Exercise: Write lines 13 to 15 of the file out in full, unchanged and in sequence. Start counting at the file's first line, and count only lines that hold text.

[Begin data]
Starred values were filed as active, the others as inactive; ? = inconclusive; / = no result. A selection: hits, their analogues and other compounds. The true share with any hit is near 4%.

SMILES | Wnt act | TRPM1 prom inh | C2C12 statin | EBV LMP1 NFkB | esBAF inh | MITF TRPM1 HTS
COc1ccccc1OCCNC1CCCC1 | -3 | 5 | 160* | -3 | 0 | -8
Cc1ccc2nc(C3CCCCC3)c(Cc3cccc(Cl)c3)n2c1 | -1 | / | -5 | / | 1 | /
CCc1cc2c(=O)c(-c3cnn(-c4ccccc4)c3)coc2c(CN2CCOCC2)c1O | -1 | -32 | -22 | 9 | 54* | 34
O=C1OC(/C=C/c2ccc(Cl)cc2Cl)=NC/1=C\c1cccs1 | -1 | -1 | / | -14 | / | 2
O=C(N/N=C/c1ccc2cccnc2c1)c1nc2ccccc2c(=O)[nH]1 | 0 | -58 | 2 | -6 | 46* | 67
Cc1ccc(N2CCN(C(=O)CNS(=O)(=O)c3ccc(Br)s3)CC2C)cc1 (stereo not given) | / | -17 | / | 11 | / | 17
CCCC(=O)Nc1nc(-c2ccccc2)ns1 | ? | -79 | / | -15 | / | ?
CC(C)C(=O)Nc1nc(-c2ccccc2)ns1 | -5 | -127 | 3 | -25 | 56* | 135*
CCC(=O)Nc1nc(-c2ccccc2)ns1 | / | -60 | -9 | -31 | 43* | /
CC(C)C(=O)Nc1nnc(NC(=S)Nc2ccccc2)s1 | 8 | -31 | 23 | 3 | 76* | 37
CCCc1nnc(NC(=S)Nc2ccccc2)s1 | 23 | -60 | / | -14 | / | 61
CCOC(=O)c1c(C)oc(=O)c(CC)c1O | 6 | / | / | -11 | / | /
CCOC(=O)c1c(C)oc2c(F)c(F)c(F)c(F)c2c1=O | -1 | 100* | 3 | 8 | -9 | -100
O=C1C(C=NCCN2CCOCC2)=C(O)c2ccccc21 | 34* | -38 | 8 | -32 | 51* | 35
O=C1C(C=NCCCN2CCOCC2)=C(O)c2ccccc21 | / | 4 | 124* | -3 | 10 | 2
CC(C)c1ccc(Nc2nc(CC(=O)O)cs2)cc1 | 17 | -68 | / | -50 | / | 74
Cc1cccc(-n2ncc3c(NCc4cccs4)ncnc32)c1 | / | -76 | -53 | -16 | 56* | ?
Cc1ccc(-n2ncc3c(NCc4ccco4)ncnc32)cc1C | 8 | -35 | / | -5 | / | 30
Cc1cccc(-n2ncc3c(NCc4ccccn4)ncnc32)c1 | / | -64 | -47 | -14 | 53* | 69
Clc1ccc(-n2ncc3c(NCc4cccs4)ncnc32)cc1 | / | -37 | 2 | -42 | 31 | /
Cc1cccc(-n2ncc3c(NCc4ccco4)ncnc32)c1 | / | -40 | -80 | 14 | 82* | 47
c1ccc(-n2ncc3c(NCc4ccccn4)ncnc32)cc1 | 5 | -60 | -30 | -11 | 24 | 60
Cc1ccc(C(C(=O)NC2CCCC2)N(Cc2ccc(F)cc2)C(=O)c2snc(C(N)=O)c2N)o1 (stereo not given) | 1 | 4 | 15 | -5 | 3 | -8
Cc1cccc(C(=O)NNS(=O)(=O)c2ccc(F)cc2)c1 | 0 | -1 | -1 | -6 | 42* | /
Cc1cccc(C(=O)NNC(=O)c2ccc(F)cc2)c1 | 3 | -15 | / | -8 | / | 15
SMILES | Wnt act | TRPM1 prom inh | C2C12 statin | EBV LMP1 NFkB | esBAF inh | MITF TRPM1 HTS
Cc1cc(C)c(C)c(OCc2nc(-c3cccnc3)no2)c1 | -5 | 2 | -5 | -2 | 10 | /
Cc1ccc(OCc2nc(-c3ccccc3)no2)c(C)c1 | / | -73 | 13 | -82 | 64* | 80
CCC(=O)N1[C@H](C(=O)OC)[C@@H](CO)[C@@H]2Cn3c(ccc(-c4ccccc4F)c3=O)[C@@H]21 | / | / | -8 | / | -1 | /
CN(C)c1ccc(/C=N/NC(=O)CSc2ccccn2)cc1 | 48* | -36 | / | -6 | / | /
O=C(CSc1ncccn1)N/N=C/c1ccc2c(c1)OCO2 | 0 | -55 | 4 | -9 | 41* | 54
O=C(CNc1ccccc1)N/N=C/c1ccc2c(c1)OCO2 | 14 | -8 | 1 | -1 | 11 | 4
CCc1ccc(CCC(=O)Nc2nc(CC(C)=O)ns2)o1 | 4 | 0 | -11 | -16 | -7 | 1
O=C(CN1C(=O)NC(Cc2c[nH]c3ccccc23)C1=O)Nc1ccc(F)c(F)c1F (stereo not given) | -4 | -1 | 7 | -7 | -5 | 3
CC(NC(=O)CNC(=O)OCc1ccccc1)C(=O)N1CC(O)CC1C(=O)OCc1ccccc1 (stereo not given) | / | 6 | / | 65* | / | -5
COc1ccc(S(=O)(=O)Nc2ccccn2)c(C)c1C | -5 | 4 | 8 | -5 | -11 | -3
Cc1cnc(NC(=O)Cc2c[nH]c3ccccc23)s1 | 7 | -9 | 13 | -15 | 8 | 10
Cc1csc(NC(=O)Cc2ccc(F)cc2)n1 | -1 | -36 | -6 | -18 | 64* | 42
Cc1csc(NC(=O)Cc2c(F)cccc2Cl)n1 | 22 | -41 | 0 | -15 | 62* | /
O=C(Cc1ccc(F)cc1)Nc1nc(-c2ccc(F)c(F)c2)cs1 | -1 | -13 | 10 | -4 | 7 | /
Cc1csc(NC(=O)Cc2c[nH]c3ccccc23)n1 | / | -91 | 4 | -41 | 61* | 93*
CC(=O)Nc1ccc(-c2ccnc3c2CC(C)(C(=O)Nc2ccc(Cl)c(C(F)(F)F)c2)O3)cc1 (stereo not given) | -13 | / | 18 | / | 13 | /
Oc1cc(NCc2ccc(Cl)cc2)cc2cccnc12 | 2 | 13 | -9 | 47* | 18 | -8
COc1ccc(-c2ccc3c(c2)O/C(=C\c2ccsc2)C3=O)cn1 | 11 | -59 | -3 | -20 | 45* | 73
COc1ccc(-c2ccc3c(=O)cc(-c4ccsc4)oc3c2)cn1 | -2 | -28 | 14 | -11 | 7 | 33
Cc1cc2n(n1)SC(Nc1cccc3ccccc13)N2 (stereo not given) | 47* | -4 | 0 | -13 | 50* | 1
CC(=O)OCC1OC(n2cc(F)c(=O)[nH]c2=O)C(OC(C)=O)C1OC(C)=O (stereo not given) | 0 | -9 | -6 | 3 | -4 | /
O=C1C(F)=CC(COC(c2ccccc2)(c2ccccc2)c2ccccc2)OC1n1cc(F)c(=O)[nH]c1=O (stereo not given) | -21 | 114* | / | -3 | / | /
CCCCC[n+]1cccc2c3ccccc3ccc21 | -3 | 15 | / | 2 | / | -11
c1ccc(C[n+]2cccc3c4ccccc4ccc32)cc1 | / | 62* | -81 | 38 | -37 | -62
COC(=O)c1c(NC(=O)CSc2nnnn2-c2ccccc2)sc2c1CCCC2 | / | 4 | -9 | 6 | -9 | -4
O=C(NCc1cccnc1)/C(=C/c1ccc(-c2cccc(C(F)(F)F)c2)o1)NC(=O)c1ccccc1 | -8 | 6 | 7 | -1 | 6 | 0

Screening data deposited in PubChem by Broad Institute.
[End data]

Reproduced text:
CCCc1nnc(NC(=S)Nc2ccccc2)s1 | 23 | -60 | / | -14 | / | 61
CCOC(=O)c1c(C)oc(=O)c(CC)c1O | 6 | / | / | -11 | / | /
CCOC(=O)c1c(C)oc2c(F)c(F)c(F)c(F)c2c1=O | -1 | 100* | 3 | 8 | -9 | -100